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Awareness months highlight achievements and needs in child welfare

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March 29, 2024

Awareness months highlight achievements and needs in child welfare

In March, we celebrate Women’s History Month. National CASA/GAL is shaped by many trailblazing women including Carmen Ray-Bettineski, founder of the King County Dependency CASA Program – our network’s inaugural program – and the founding executive director of the National Court Appointed Special Advocate (CASA) Association. Today, there are thousands of women staff, volunteers and supporters who advance our mission, and we are forever grateful for their commitment and fortitude.

March is also Developmental Disabilities Awareness Month. Children and youth with special healthcare needs are more likely to have longer foster care stays and multiple placements. CASA/GAL volunteers can help find resources that will assist children and youth achieve a forever home. When a child with developmental disabilities is assigned a CASA or GAL volunteer, they have an advocate who will work with their support team to identify wraparound services critical to their well-being and speak up for their needs in the court and community.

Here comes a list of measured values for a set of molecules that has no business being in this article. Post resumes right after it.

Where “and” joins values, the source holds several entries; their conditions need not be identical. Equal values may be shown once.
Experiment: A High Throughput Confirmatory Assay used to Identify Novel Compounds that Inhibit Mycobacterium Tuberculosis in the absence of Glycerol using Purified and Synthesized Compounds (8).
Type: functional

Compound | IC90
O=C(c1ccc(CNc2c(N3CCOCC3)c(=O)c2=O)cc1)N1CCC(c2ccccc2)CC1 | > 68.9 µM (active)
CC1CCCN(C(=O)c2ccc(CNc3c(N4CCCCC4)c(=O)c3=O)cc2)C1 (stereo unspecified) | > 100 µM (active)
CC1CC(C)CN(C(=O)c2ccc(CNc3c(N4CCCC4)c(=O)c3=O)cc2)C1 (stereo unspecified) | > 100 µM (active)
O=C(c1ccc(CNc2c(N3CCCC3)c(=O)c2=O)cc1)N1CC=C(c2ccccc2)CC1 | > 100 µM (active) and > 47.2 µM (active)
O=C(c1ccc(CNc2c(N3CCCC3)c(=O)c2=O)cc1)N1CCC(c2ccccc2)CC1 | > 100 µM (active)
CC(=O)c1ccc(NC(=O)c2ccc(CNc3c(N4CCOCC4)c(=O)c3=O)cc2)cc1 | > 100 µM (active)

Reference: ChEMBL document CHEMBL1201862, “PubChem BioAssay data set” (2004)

April brings awareness about National Child Abuse Prevention Month. On a positive note, the total number of children in foster care dropped to 368,530 on any given day in 2022, according to the recently released Adoption and Foster Care Analysis and Reporting System (AFCARS) data. This is the fourth consecutive year that the number of children in care decreased. The number of children entering foster care also decreased for the sixth year in a row. These numbers are a welcome reminder that child abuse and neglect are preventable, and when families receive necessary support and services to face difficult circumstances, their children can often remain with them at home.

One of the National CASA/GAL network’s guiding principles is that it is in a child’s best interest to remain with their family of origin when safely possible. With the right tools and resources, children and families can thrive. By supporting families, advocating for family-friendly policies, and fostering safe communities, we contribute to a world where children and youth can grow, learn, and dream freely. Prevention is not just a month-long effort—it’s a commitment we make every day. Together, we can create a bright future for all our children.